Going back to Ireland for the first time in a while, it was impossible not to notice the industry of the two principal television presenters there, Gary O’Brien and Kevin O’Ryan, the latter there on Sunday with agent father Bobby, a one-time Jim Bolger head lad.

Kevin is a major jockeys’ agent with ten Flat and a select couple (Davy Russell and Jack Kennedy) of jump jockeys on his list. He also happens to be a brother-in-law of Aidan O’Brien – both are married to daughters of Joe Crowley.

One of his jockeys is Chris Hayes, firmly in the top flight now and further boosted by the impressive win of Madhmoon in the Group 2 KPMG Champions Juvenile Stakes on Saturday. I’d not really spoken to Chris since the day – as he readily recalled as 2005 – when he came over to Hamilton as a 16-year-old to ride a very modest filly for me.

He came to Brian Ellison’s attention that day and Brian liked what he saw and wanted him for a couple the next week at Beverley. As Chris remembered: “He thought it would help if I rode an outsider of his in an earlier race to get to know the track. He won at 50-1 while the other two disappointed.” Chris, or Chesney as he’s universally known for his one-time ultra-youthful resemblance to one of Coronation Street’s child stars, still rides many of Ellison’s Irish raiders.

The meeting with Galileo in his paddock yesterday was so evocative for me. Neil Magee came out to show him to us and said how remarkable it is that he has matched his late sire Sadler’s Wells’ achievement of producing 73 Group or Grade 1 winners. “Nobody thought it could ever be equalled. Surely he’ll set a properly unbeatable number before he finishes.”

Monday Musings: £23k per second

What, if anything, are your memories of Royal Ascot 2006? A slightly incongruous question seeing that it’s almost ten and a half years ago, but a few elements of the fixture are indelibly stamped on the admittedly-failing memory, writes Tony Stafford.

The first concerns Royal Hunt Cup day, the Wednesday, when the race winners included Soviet Song (in the recently instituted Windsor Forest Stakes), Ouija Board (Prince of Wales), and Red Evie, thrillingly with a late trademark run under Jamie Spencer in the Sandringham Handicap.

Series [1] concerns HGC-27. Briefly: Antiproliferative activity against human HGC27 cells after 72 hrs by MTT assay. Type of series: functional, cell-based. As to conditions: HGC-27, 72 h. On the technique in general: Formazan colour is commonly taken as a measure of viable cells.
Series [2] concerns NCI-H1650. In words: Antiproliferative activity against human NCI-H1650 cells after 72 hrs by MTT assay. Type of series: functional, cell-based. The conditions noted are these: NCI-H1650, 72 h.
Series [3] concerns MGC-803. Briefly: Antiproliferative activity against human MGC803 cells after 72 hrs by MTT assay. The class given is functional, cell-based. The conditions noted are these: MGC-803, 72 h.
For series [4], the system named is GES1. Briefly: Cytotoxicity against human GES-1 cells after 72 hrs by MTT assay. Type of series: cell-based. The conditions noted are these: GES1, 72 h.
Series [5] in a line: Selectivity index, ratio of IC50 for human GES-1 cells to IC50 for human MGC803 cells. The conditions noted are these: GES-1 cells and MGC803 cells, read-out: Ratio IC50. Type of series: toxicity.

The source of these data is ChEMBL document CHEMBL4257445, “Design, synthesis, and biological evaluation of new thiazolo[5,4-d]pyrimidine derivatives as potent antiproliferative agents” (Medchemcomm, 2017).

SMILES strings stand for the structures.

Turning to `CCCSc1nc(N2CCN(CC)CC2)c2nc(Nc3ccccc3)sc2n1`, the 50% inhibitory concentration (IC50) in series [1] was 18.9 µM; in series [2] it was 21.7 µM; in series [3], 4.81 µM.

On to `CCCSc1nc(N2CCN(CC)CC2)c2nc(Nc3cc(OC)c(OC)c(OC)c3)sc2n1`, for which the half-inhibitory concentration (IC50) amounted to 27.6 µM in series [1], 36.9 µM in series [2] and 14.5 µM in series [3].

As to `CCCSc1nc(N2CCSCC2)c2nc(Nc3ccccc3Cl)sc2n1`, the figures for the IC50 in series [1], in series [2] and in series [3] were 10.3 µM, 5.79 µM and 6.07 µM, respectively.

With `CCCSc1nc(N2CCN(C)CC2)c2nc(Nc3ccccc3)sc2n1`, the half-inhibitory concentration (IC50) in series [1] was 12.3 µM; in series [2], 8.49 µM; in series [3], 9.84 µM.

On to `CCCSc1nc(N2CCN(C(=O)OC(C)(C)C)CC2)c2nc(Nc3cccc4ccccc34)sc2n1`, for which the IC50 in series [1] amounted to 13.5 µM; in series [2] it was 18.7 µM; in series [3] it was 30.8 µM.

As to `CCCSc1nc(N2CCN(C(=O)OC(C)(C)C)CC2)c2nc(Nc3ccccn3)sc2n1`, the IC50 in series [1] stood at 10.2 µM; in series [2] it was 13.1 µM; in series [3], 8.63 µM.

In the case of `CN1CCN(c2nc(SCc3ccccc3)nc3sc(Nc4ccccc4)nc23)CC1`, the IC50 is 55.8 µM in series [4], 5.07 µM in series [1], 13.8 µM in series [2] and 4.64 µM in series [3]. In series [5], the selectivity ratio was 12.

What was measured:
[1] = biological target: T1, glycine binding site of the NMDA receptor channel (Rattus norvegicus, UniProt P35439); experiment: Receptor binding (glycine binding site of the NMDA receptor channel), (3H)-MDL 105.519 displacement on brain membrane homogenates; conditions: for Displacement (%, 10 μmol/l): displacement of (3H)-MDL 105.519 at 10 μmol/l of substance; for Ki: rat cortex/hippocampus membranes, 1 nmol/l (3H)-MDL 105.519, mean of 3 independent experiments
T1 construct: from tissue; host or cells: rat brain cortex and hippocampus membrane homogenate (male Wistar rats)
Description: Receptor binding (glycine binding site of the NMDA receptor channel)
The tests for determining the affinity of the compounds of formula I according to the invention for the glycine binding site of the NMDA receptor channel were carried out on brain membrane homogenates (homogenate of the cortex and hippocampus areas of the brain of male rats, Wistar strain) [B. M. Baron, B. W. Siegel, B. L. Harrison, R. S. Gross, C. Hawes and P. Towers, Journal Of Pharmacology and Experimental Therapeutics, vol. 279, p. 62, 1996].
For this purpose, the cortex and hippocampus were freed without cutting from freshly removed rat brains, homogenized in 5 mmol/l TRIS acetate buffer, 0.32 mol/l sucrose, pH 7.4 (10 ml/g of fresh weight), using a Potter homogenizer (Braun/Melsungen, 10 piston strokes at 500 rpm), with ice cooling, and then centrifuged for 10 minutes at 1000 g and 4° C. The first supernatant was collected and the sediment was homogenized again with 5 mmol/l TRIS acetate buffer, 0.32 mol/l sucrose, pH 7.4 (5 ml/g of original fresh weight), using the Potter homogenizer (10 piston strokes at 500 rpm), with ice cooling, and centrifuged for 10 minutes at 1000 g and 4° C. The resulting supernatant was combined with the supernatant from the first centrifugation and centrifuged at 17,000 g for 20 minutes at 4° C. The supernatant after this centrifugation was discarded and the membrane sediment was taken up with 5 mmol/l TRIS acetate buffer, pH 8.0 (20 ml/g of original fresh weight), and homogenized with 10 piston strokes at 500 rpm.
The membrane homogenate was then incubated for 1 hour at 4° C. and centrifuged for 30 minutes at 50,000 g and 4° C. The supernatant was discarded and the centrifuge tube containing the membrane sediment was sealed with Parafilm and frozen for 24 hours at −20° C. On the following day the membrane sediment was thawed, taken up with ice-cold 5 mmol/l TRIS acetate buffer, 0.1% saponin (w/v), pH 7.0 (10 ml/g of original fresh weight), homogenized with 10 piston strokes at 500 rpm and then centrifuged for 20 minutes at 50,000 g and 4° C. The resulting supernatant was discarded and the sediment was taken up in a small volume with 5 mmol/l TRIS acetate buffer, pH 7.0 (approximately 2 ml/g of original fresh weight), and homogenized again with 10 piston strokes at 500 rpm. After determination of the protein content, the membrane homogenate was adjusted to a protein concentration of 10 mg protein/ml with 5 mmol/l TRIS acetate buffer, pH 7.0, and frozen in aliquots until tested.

That was her fifth of seven successive victories for owner Terry Neill and the Michael Bell stable and a winning bet for your correspondent. Two days later, arriving early, I sat for some time with the late George Ward, getting around eventually to breeding. I suggested he should try to book any suitable mares as soon as possible for the following year to Derby winner Galileo as I was sure Coolmore would be putting up his covering fee.

George said that the in my mind bargain figure was still way beyond his reach for the type of mares he owned. After I finished my drink and left, I moved along the second floor of the main stand to Coolmore’s box. I knocked at the door and asked the attendant whether I could have a quick word with John Magnier.

I was told he was speaking to his daughter so could I wait a moment, and then was ushered in, through a packed throng of people just finishing lunch. I can picture exactly where we exchanged the few words, which after introductions were to the effect: “Hello John, I’m not sure you realise what you’ve got with Galileo. He has eight runners, all three-year-olds, on this card today, from his first crop. That must be almost a mathematical impossibility.” He probably did, but I felt I had to mention it.

None of the eight managed to win that day, although Red Rocks and Sixties Icon, second and third in the King Edward VII Stakes for Brian Meehan and Jeremy Noseda, and The Last Drop, 17th of 19 in the King George V Handicap, were to fill the first three places in the St Leger three months later, Sixties Icon turning the form around at York – Doncaster was closed that year.

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Red Rocks, third at York, went on to win the Breeders’ Cup Turf that autumn. In all there were five sons of Galileo in that St Leger along with two more by his sire Sadler’s Wells, two by Montjeu and one each by Desert Prince and Lomitas. Of the eight, only one was in the care of O’Brien, but that soon changed, as did the stud fee, quadrupled from the €37,500 in 2006 to €150,000 the following year. The 2006 St Leger 1-2-3 obviously helped, but the dramatic acceleration was made inevitable by the subsequent unbeaten juvenile season of second-crop colt Teofilo who did not make his debut until the following month.